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Ideas for rotating sleep meds

Discussion in 'General Treatment' started by CBS64, Jan 11, 2013.

  1. taniaaust1

    taniaaust1

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    For myself Doxepin didnt do a thing.. while doxylamine succinate (sp?) was quite useful. It could well all just depend on the individual.

    What my doctor has told me that some can get tollerance issues with some benzos eg Temazapam.. after only 5 days.
    All this stuff depends on the individual and so one can tell you if you will get issues or not, so one really needs to weigh up benefits verses possible risks and if those risks are worth it for you.

    I think the big thing is if one does start to develop issues or these drugs stop working well (tollerence)... do not go and increase dose, continuing on taking in the same manner.
     
    heapsreal likes this.
  2. CBS64

    CBS64

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    Does Gabapentin work like Klonopin (anti-seizure) for sleep? Does it initiate and prolong sleep?
     
  3. Shoesies

    Shoesies Senior Member

    GABA did not work. Glycine at ten times recommended dosage did not work (it did bulk muscles though). Ambien, nope. Amitriptyline, nope. Xanax, yep...stops working, detox hell...no mas. Any ideas? I need sleep!!!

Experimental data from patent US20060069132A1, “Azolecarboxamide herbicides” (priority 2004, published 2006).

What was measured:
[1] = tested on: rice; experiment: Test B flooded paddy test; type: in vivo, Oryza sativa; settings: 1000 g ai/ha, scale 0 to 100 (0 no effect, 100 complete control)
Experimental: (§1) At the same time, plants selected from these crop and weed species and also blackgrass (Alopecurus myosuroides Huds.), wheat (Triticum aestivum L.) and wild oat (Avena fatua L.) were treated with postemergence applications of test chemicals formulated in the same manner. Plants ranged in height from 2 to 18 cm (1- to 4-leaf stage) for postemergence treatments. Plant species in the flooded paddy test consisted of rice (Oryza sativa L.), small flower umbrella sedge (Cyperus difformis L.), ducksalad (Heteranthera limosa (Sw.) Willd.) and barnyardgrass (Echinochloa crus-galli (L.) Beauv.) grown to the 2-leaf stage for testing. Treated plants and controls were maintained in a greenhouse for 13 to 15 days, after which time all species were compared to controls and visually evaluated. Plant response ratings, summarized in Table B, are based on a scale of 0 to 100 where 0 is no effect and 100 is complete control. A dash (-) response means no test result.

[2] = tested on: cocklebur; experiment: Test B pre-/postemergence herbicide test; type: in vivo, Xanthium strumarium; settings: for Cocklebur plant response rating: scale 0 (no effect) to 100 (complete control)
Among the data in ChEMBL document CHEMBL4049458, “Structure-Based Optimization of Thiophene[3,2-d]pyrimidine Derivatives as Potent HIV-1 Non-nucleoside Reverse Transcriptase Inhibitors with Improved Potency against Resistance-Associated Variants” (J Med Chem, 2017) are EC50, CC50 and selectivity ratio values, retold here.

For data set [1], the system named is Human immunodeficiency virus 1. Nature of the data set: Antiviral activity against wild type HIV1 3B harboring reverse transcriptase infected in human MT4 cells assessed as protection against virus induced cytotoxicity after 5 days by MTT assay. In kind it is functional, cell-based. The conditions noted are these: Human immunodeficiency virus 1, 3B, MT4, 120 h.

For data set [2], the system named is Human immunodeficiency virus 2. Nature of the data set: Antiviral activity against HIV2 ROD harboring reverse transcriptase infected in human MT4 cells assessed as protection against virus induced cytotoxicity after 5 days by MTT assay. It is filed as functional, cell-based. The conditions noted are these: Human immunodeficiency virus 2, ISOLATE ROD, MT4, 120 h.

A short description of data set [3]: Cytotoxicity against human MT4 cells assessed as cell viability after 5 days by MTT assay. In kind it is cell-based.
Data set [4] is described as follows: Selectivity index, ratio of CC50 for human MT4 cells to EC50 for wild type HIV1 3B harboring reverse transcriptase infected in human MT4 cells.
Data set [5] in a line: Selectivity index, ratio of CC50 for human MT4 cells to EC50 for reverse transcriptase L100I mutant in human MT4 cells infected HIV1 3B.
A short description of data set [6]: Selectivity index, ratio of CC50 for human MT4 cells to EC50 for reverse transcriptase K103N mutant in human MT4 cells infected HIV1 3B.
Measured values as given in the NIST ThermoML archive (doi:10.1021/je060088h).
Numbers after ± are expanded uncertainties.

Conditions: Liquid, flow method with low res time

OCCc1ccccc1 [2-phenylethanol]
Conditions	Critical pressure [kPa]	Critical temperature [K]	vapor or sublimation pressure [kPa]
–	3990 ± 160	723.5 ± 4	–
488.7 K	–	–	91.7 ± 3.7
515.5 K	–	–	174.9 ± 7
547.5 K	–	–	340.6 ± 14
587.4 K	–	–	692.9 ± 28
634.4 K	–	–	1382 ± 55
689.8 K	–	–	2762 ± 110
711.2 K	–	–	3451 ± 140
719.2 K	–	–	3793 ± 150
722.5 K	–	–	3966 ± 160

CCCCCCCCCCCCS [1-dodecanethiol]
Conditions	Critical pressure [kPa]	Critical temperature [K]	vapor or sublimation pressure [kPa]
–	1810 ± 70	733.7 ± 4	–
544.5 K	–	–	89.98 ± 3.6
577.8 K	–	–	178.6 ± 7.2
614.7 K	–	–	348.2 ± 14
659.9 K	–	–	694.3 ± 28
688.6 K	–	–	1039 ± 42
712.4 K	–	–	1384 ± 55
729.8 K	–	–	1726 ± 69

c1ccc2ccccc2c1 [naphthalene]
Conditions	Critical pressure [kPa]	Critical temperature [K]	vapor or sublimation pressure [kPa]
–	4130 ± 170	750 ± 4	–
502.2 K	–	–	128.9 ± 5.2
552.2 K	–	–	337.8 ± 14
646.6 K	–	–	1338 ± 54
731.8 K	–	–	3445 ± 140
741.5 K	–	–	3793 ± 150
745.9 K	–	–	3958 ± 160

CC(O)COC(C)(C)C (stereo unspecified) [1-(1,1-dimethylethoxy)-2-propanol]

4. heapsreal

    heapsreal iherb 10% discount code OPA989,

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    doxepin, mirtazapine, seroquel, phenergan, atarax, diphenhydramine, doxylamine, periactin, baclofen, zopiclone, temazapam, mogadon, lyrica, gabatril, sometimes a combo will work alot better say a benzo to help u get to sleep and then say something like doxepin or mirtazapine to keep u alseep?? When desperate for sleep seroquel is probably the big gun? But read up on it first.
     
    ggingues likes this.
  5. Sushi

    Sushi Moderator and Senior Member Albuquerque

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    I agree with Heaps that a combo of things in small doses often works better than a larger dose of one thing. This was the recommendation of my ANS specialist.

    Sushi
     
    Little Bluestem and heapsreal like this.
  6. adreno

    adreno 3% neanderthal

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    Gabapentin improves slow wave sleep (deep sleep). Actually, klonopin impairs deep sleep, so I would say gabapentin works better. The mechanism of action of the two drugs is not the same.
     
  7. Shoesies

    Shoesies Senior Member

    seroquel, did not work. phenergan either. diphenhydramine, built up tolerance does not touch it, temazapam, nope, baclofen, have it - only helps for spasms not sleep, lyrica, nope. Will try researching the others and very thankful for the suggestions. I do believe I am a tough case with sleep issues. Thanks heapsreal
     
  8. heapsreal

    heapsreal iherb 10% discount code OPA989,

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    I sort of get what your going through, quick tolerance to things or just plain dont work. Im in a constant battle of rotation, trial and error to get sleep.

    Something to consider and look into further is cortisol cycle and rhthym, high in morning and low at night, trying to manipulate that the best way u can with supps and adrenal hormones, cortisol blockers etc this has helped improve my sleep quality better and sleep meds arent hit and miss as much.